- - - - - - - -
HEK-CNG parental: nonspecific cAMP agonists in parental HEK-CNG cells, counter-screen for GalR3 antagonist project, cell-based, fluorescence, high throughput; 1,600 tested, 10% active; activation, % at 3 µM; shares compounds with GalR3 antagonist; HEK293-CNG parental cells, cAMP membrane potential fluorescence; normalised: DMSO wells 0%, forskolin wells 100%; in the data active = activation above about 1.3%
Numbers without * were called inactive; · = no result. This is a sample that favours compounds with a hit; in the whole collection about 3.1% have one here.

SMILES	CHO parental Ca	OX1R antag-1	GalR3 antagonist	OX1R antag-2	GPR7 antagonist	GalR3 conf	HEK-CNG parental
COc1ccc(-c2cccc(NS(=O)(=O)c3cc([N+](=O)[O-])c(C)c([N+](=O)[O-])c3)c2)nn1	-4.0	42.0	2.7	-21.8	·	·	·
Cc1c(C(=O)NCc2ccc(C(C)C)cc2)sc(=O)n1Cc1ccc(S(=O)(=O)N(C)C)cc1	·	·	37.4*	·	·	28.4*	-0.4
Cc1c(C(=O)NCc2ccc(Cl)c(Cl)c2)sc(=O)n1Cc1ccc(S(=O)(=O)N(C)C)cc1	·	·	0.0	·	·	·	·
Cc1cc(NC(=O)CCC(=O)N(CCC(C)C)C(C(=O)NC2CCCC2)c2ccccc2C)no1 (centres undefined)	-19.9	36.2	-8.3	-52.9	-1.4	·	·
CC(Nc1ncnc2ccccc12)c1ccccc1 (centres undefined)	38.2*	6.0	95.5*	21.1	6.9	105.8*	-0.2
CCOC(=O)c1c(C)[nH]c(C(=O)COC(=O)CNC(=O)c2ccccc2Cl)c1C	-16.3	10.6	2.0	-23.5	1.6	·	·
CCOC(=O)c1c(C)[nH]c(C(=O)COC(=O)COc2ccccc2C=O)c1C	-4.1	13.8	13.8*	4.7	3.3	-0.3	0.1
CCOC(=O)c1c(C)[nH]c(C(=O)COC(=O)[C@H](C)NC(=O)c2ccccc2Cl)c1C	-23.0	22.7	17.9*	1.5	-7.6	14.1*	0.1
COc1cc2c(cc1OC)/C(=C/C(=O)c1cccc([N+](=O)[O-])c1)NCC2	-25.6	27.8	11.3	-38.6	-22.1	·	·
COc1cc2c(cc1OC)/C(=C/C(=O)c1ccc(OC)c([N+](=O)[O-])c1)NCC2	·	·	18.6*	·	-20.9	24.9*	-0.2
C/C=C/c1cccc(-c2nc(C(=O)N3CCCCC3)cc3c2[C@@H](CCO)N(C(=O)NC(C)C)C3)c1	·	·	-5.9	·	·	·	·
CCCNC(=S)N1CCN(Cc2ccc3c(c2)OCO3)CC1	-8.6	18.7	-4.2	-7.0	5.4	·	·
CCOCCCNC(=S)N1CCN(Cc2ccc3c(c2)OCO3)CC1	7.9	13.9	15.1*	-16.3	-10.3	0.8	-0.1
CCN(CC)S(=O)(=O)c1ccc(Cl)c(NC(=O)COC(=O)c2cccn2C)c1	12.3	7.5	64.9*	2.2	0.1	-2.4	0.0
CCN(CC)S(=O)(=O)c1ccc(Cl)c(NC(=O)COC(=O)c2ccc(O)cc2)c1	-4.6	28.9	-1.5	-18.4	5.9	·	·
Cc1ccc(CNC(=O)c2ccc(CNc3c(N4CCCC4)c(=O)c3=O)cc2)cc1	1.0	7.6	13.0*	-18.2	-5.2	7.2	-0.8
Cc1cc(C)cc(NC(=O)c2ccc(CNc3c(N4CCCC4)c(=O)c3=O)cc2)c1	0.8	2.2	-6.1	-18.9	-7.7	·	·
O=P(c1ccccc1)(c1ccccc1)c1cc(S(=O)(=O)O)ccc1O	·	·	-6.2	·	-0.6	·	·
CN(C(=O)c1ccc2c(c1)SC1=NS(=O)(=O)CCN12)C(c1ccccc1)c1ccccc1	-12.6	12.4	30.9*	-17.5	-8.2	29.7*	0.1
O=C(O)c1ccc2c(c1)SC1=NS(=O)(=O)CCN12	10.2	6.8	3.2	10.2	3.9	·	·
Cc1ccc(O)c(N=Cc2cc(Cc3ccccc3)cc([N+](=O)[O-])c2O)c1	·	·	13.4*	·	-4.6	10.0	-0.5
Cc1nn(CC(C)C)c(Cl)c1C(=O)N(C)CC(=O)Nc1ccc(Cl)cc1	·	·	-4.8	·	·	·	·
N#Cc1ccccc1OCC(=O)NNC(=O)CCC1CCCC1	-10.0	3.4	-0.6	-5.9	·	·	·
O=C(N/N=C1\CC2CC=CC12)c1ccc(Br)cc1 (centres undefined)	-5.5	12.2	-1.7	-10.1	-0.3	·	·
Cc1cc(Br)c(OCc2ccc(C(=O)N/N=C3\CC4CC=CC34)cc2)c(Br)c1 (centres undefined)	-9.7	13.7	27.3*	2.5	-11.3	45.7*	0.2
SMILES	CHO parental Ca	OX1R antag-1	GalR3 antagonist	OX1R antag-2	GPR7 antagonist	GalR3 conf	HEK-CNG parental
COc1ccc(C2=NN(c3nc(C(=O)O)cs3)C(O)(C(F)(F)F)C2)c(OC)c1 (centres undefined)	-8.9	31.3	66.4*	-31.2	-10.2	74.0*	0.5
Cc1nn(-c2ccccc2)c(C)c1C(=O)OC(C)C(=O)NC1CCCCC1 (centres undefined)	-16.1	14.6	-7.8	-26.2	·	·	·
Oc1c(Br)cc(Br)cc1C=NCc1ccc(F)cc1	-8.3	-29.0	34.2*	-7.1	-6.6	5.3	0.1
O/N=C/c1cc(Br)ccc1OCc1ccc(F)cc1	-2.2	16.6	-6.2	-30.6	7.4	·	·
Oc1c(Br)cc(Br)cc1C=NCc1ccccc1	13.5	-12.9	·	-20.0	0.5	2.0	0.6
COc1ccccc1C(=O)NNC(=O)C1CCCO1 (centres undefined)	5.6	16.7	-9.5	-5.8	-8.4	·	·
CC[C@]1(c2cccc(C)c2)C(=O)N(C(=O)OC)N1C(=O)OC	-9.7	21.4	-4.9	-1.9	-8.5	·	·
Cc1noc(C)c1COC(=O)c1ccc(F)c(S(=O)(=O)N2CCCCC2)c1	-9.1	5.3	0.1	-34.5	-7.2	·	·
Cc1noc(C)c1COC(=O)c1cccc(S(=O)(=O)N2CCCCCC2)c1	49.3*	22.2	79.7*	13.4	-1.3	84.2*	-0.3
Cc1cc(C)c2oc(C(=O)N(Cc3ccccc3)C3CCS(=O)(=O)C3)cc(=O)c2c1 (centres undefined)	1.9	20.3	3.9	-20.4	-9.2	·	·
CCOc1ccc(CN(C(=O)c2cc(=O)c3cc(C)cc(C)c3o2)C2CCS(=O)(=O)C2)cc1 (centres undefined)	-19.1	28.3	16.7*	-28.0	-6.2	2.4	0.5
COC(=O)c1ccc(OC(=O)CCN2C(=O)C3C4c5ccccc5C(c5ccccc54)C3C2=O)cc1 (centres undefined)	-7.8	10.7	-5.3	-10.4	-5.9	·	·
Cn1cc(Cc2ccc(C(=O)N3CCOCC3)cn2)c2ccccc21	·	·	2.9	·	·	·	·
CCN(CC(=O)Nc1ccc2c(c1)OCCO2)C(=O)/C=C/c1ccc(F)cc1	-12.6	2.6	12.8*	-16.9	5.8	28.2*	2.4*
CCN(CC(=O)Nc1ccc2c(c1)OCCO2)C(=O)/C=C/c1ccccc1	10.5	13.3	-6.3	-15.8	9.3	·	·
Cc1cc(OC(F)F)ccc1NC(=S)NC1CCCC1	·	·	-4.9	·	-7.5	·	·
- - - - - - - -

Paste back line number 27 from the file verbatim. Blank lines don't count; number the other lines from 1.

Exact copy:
O=C(N/N=C1\CC2CC=CC12)c1ccc(Br)cc1 (centres undefined)	-5.5	12.2	-1.7	-10.1	-0.3	·	·